Do you Turn Towards or Away from Your Audience?Sarah Denholm
There’s a great book by Margaret Wheatley, a well-known U.S. leadership consultant, called ‘Turning to One Another’. In the book, which is about creating simple conversations, Margaret talks about “bearing witness”; this is the practice of sitting with another person. She writes: “when I bear witness, I turn toward another and am willing to let their experience enter my heart”.
She finishes the chapter by writing “we can turn away, or we can turn toward. Those are the only two choices we have.”
I think of these two choices when I’m working with groups, watching how a nervous speaker at the front of the room relates to their audience. Almost always the speaker “turns away” metaphorically (and sometimes literally) from the group. And no wonder! If you’re nervous about presenting, you’re going to think of the audience as a separate, often threatening, ear…one that’s waiting to pounce on you with criticism or challenges. If you have these assumptions, how can you not turn away?
Often, your turning away manifests as if you’re talking to yourself – there’s no ‘reach’ towards your audience. There’s a wall up.
And there is no neutral; you’re never “on the fence” when it comes to relating to your audience.
What you want, of course, is turning towards instead: it’s a choice that every speaker has to make, and it’s a practical exercise in my workshops. Here’s how to try it in front of a group, if you want to:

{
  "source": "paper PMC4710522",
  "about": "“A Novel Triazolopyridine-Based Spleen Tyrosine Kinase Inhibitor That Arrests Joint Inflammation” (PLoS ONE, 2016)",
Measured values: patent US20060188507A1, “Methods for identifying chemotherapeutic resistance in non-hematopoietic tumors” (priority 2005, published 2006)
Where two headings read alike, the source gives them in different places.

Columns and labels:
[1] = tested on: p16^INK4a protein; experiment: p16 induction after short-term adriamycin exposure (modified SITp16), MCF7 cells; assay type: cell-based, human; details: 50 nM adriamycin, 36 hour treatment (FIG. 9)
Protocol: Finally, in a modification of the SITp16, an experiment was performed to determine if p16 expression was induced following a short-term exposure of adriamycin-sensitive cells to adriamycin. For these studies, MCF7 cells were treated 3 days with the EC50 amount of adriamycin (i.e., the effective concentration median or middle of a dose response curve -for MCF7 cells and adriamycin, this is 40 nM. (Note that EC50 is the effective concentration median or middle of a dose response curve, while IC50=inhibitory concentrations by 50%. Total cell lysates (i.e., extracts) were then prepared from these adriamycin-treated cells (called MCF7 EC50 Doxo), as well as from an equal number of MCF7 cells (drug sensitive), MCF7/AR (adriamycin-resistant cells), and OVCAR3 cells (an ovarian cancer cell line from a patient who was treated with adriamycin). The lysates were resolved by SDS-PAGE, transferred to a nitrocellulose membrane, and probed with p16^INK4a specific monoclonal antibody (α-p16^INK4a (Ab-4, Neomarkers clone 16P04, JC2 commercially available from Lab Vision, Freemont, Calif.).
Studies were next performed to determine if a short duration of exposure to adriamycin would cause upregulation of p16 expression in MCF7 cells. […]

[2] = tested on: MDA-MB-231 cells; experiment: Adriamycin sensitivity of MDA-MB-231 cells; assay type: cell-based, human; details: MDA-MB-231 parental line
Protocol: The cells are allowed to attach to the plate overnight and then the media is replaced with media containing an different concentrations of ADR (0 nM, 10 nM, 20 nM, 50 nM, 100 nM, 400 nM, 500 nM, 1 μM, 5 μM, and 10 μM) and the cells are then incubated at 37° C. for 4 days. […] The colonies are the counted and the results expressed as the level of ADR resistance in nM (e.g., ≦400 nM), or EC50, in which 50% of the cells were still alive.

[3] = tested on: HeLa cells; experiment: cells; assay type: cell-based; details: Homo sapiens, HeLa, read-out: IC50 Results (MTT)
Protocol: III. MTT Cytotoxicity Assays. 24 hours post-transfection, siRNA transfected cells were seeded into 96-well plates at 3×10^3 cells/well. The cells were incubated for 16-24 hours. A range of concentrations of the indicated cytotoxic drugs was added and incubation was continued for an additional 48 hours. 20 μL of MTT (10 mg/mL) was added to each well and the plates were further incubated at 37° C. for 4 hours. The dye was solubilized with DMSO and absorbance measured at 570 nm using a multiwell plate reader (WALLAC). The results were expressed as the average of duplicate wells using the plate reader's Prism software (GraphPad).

Exploration: a game
Consider if you’re inclined mentally to push your audience away. If so, see if you can let it become a game to do the opposite – really! Ask yourself, “how can I begin to turn towards my audience”? The very act of asking “how?” will set your mind working to give you answers.
Here are some ideas:
In the lead-up to your presentation:
- imagine, visualize yourself engaging with audience members – having a conversation, not giving a presentation. A conversation is mutual; giving a presentation is a lot more work on your part. See if you can imagine it more as a give and take. This lifts some of the pressure off you.
- play around with expanding your energy out beyond your body, to encompass the audience. You could imagine an energy bubble or a balloon, holding both you and your audience in the same space.
- create deliberate self-talk around building some sort of connection between your and the audience. See if you can come up with a metaphor, like a bridge, or threads of connection. Coming from a more creative profession, I like to imagine webs of light between me and the group – that may be too fanciful for you, but you get the idea. Hey, if you’re an engineer, a bridge probably makes more sense!
As you stand in front of the group:
- do conscious belly breathing, to help bring you into your body, not your head, and become fully ‘present’ in the room as you prepare to speak.
- take time to acclimatize yourself before you start to speak. Breathe, and feel your feet solidly grounding you into the earth. It can be a physical shock to your system to suddenly face the audience, if you’re not used to it, so be gentle with yourself.
- How do you usually stand, when you’re relating one-on-one, perhaps doing your daily work? See if you can replicate that posture. Public speaking is not a monologue, it’s a conversation.
Having a ‘tame’ audience to practise with
And if you have a tame audience, willing to play the game with you? For them, it involves “bearing witness” in a warm and supportive way to your shifting emotions and desire to connect with them.
(And if you don’t have a friendly audience, see if you can find a supportive workshop or course to join, which can really speed up your progress).